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Least Squares Approximation

  • #1
Member warned about not using the HW template


My apologies for having to post in an image, my latex skills are not good enough for the question at hand :(

a) There is no solution since the system has more unknowns than equations (the equations are equal giving 1=2 which does not make sense).

b) I get a solution of \begin{bmatrix}1 \\1 \\ 3/2 \end{bmatrix}
for u.

c) I am not sure how to prove this directly, since there are no values for x,y or z.
 

Answers and Replies

  • #2
RUber
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First off, I do not see the picture for the problem, just the solution. Second, you should use the homework template in this forum.
 
  • #3
Ray Vickson
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My apologies for having to post in an image, my latex skills are not good enough for the question at hand :(

a) There is no solution since the system has more unknowns than equations (the equations are equal giving 1=2 which does not make sense).

b) I get a solution of \begin{bmatrix}1 \\1 \\ 3/2 \end{bmatrix}
for u.

c) I am not sure how to prove this directly, since there are no values for x,y or z.

If the problem is not very complicated to state, just type it out in plain text. LaTeX is great, but don't let not knowing it stand in your way.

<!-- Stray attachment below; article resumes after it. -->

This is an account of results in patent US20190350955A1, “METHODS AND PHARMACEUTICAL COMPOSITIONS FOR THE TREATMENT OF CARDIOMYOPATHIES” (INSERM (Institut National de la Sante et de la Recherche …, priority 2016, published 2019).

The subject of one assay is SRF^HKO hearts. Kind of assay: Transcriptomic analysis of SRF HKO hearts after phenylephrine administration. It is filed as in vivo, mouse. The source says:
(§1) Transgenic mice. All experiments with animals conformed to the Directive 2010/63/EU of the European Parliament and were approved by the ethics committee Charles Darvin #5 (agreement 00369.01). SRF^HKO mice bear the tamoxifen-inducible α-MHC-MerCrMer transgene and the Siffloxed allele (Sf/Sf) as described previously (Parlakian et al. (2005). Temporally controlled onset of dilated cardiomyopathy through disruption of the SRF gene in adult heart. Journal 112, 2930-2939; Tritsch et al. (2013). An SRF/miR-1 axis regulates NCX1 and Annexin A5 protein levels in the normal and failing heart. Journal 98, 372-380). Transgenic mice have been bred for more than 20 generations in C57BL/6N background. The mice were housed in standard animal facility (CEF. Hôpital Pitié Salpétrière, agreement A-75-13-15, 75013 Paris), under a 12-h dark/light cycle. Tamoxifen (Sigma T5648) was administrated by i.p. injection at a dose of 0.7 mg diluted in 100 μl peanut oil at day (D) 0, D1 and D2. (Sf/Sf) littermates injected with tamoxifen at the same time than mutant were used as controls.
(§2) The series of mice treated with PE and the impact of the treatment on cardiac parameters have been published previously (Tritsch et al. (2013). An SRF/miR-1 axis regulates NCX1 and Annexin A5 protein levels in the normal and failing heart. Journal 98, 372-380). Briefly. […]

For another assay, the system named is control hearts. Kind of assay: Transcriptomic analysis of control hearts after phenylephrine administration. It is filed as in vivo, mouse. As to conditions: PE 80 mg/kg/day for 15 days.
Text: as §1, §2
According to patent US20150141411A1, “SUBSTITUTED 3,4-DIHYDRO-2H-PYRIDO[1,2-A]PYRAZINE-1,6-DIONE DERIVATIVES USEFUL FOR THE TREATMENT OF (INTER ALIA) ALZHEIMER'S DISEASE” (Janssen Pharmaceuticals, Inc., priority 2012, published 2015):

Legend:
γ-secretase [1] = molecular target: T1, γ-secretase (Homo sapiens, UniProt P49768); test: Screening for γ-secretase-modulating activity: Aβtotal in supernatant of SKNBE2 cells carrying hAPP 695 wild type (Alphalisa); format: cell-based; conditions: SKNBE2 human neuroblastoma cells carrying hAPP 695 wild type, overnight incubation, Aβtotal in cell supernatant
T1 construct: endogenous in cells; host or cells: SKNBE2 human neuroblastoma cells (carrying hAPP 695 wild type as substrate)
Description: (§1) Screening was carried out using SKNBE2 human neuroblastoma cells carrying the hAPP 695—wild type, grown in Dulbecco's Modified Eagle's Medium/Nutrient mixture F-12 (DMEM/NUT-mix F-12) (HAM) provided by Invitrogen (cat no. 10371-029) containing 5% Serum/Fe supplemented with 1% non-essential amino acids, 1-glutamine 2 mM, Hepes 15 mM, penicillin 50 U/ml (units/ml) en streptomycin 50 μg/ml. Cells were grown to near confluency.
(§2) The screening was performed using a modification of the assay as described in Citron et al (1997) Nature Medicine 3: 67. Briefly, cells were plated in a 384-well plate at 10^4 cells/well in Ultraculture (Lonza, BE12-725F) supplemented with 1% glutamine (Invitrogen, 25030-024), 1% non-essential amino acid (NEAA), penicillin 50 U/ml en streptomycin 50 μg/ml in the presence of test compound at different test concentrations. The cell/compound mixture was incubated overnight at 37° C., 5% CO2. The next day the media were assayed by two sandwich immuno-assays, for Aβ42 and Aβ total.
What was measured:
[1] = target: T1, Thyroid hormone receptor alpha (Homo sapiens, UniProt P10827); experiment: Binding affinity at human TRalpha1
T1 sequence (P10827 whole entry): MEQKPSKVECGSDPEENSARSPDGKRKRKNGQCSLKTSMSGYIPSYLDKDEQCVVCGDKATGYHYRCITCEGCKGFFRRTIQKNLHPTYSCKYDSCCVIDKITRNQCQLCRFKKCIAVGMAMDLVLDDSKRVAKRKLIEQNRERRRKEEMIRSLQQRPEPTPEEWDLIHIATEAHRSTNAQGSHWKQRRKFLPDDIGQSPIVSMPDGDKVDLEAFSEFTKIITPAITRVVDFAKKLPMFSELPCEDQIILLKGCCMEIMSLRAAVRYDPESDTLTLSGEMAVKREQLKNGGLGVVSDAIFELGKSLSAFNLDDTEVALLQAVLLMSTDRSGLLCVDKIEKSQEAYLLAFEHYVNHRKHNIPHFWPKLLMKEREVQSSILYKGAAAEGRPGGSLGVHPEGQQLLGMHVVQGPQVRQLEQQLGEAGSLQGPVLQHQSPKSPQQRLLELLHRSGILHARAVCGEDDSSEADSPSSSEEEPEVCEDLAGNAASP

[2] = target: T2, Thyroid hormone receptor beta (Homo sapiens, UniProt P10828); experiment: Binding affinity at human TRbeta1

• #4
Again, my apologies. It seems that I accidentally deleted the image.
So these are the questions
O6gHNRY.jpg

I did (a) and (b) as mentioned above and there are no relevant formulae or theorems that I am aware of for part (c).
 
  • #5
RUber
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Right. For part b, anything that lands you at x - y + z = 3/2 is correct.
For part c, you are asked to show that any other choice for x, y, z such that x-y+z is not equal to 3/2, (x-y+z - 1)^2 + (x-y+z-2)^2 > (3/2 - 1)^2 + (3/2-2)^2 and equal only when x-y+z = 3/2.
There are plenty of methods to attack the problem, but you should be able to make a good argument without referring to formulae or theorems.
 
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  • #6
WWGD
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Again, my apologies. It seems that I accidentally deleted the image.
So these are the questions
O6gHNRY.jpg



I did (a) and (b) as mentioned above and there are no relevant formulae or theorems that I am aware of for part (c).
For (c), Least Squares is supposed to minimize the norm as defined. I think it minimizes the L^2 -norm. Still, you have a reference there for SG section 12.6. Did you check it out?
 
  • #7
Right. For part b, anything that lands you at x - y + z = 3/2 is correct.
For part c, you are asked to show that any other choice for x, y, z such that x-y+z is not equal to 3/2, (x-y+z - 1)^2 + (x-y+z-2)^2 > (3/2 - 1)^2 + (3/2-2)^2 and equal only when x-y+z = 3/2.
There are plenty of methods to attack the problem, but you should be able to make a good argument without referring to formulae or theorems.
Thanks, I managed to find a solution to the problem with your explanation to the question.
 
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  • #8
WWGD
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Nice geometric approach, RUBER, recognizing that the "bisecting" plane is in the solution set, much simpler than anything I had in mind.
 
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